Year nine for me for the Army Ten Miler. And while this wasn’t my slowest time (that came when I ran and caught up with a friend), this came pretty close. It was definitely one for the record books. But I’m not complaining at all.
I’ve been saying all year that I’m due for a bad race. I have been nailing it all year, maybe not setting PRs, but really racing strong. Given that this past month, my goal has been to get more rest and really recover from tri season (and go to Disney World), I figured my training was a bit off for this race, and I shouldn’t expect a PR.
The weather definitely helped that goal. We had a bit of cool fall weather, but then things shot back up again, and it has been stupidly warm. To the point where most people still have their air conditioning on. The temps heading into ATM weekend were looking okay. Warm, but not terribly so, probably in the upper 70’s. There was a possibility of rain, but that turned into a possibility of light showers, which I’m okay with.
When I walked out of my house on Sunday morning to pick up Shannon, I knew it was going to be a bad race. It was 75 degrees and so insanely muggy. So gross. To compare, last year, it was freezing before the race, and we stood around in trash bags in an attempt to keep warm. (That’s the typical ATM race morning.)
This race is huge. 35,000 people. As per usual, I was in the second to last wave (the 7th), so my wave started at 8:48. They set off waves every 8 minutes, and let me tell you, those waves go off exactly on time. Would you expect any different from the Army?
I started out and was doing well, but I was literally dripping sweat. I was pushing myself pretty hard for the first two miles, but my body told me to slow down. My heart rate was too high, and I just didn’t feel great. So I slowed down. I tried to find a good balance between speed and temperatures, and did a pretty good job of it.
At the water stops, the cadets were amazing. They had enough water that they were offering to pour or throw it on runners, and I took them up on it. It was refreshing to say the least. They had fun with it too – threw the water so hard my hat flew up. But it felt great and I think that’s what saved my race. I was wearing my Coeur aero top, and while I’ve done non-triathlon races in it, it clearly also functions well when wet, and I definitely think that helped keep me cool. What I really wanted was ice to stuff in my bra, but well, you can’t have everything.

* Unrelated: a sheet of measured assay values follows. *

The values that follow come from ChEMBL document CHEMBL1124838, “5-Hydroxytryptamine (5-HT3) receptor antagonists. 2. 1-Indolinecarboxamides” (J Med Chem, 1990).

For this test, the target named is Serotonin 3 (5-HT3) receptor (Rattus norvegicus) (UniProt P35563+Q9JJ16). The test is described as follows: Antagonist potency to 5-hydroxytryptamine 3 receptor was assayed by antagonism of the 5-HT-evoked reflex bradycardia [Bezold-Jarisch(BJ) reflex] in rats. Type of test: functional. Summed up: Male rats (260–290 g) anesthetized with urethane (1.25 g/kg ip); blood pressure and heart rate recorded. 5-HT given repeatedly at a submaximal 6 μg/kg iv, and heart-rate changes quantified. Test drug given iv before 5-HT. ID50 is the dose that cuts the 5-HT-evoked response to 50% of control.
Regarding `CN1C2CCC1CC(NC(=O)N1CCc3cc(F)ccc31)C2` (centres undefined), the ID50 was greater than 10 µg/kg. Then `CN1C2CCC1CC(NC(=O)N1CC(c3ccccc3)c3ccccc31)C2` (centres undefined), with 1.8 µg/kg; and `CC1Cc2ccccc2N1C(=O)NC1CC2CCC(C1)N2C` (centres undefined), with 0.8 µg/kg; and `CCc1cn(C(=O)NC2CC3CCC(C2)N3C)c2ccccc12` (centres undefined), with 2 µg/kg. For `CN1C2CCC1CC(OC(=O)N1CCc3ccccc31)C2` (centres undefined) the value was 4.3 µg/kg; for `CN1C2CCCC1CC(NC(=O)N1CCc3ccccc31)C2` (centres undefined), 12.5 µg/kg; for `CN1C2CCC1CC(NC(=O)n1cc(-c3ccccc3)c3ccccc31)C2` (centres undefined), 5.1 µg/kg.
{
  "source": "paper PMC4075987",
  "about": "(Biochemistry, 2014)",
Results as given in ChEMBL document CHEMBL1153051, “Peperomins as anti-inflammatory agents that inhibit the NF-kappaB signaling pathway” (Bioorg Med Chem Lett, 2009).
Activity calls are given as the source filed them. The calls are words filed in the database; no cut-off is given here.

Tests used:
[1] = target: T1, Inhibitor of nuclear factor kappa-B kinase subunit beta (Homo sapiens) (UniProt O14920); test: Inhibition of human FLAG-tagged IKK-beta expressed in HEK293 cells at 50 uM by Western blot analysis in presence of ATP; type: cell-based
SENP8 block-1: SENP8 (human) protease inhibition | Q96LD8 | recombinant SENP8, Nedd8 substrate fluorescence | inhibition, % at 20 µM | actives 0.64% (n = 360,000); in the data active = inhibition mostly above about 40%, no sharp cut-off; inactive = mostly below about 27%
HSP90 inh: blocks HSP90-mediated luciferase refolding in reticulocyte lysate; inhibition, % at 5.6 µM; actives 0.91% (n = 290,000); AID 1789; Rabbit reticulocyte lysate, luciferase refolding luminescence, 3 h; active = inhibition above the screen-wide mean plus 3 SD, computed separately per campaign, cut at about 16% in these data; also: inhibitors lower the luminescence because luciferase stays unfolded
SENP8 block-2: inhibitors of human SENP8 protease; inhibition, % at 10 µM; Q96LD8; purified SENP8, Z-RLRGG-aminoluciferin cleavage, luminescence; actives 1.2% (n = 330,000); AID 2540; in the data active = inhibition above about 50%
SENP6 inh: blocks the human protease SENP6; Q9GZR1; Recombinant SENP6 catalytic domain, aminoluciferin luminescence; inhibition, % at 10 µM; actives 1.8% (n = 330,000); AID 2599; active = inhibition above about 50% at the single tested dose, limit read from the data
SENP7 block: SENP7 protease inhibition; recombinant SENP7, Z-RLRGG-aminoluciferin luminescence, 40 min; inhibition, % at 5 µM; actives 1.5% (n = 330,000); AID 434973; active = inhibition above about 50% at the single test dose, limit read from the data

This race does attract a lot of newer runners, which is awesome. It was one of my first big races, and clearly I loved it enough to keep coming back. But unfortunately, that also means inexperienced runners who aren’t sure what to do when the weather is super humid. The race organizers were saying all weekend to make sure that you hydrate. I’m not sure everyone took that to heart.
Apparently, the number of people who were attended to by medics due to heat-related issues was incredibly high. I heard someone say that 135 people were transported to the hospital. Of course, that could be for non-heat related issues, but that’s a lot of people, given the medical treatment available at the race (including breathing treatments and saline IVs to rehydrate).
I heard people saying that they never stop at water stops because it slows them down. That was the wrong thing to do during this race. I have never consumed so much water during a race. I carried my handheld and filled it at every stop. The water stops were mobbed too, which just meant slowing down in general.
At 10:08, the organizers decided to turn the race into a “fun run,” meaning that anyone who hadn’t yet crossed the finish line was no longer eligible for awards. They also rerouted part of the race, cutting off a mile. I was past this point, so I did all ten miles, and didn’t actually hear about the change until I was in the finishers chute. Obviously, I wasn’t going to be winning any awards, and had already decided to not push for a PR, but I was surprised that this wasn’t communicated out on the course.
The initial word from the organizers was that anyone who finished after 10:08 wouldn’t have an official time. That changed after the outcry. There was a timing mat that was cut, so anyone who missed that mat but still hit the others and finished would be listed as a finisher with no official time. (This protects the people who are trying to streak the race, to have 6 finishes so they can register early, and who were racing for their employers – they can show they finished, and it wasn’t their fault they didn’t get the full 10.)
I have run races in worse conditions, so I was surprised to see this change made, but I’m not complaining about it. I can only believe that with the information in front of them, the organizers felt it safer to shorten the race. I suspect it was due to the number of heat-related injuries they were seeing.
I finished in 2:17:38. Given that my 10 miler PR (with my post diagnosis reset) is 2:07 and change, I’m pretty pleased with this. I slowed down about a minute per mile and found a good spot. I didn’t feel awful when I finished, and while I was exhausted the rest of the day, I never felt sick, which tells me I did everything right.